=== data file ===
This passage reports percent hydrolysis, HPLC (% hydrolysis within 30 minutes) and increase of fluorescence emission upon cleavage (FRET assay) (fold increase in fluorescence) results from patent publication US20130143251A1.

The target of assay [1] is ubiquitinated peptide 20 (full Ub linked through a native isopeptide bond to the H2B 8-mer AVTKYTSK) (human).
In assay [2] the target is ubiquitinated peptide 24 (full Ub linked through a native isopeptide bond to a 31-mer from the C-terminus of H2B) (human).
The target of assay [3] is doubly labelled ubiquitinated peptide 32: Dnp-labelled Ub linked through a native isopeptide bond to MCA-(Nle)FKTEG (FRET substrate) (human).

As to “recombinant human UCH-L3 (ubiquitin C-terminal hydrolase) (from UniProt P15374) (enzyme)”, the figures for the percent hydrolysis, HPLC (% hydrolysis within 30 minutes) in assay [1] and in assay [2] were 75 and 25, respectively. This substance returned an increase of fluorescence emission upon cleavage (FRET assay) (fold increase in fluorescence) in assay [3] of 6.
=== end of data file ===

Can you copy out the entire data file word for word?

This passage reports percent hydrolysis, HPLC (% hydrolysis within 30 minutes) and increase of fluorescence emission upon cleavage (FRET assay) (fold increase in fluorescence) results from patent publication US20130143251A1.

The target of assay [1] is ubiquitinated peptide 20 (full Ub linked through a native isopeptide bond to the H2B 8-mer AVTKYTSK) (human).
In assay [2] the target is ubiquitinated peptide 24 (full Ub linked through a native isopeptide bond to a 31-mer from the C-terminus of H2B) (human).
The target of assay [3] is doubly labelled ubiquitinated peptide 32: Dnp-labelled Ub linked through a native isopeptide bond to MCA-(Nle)FKTEG (FRET substrate) (human).

As to “recombinant human UCH-L3 (ubiquitin C-terminal hydrolase) (from UniProt P15374) (enzyme)”, the figures for the percent hydrolysis, HPLC (% hydrolysis within 30 minutes) in assay [1] and in assay [2] were 75 and 25, respectively. This substance returned an increase of fluorescence emission upon cleavage (FRET assay) (fold increase in fluorescence) in assay [3] of 6.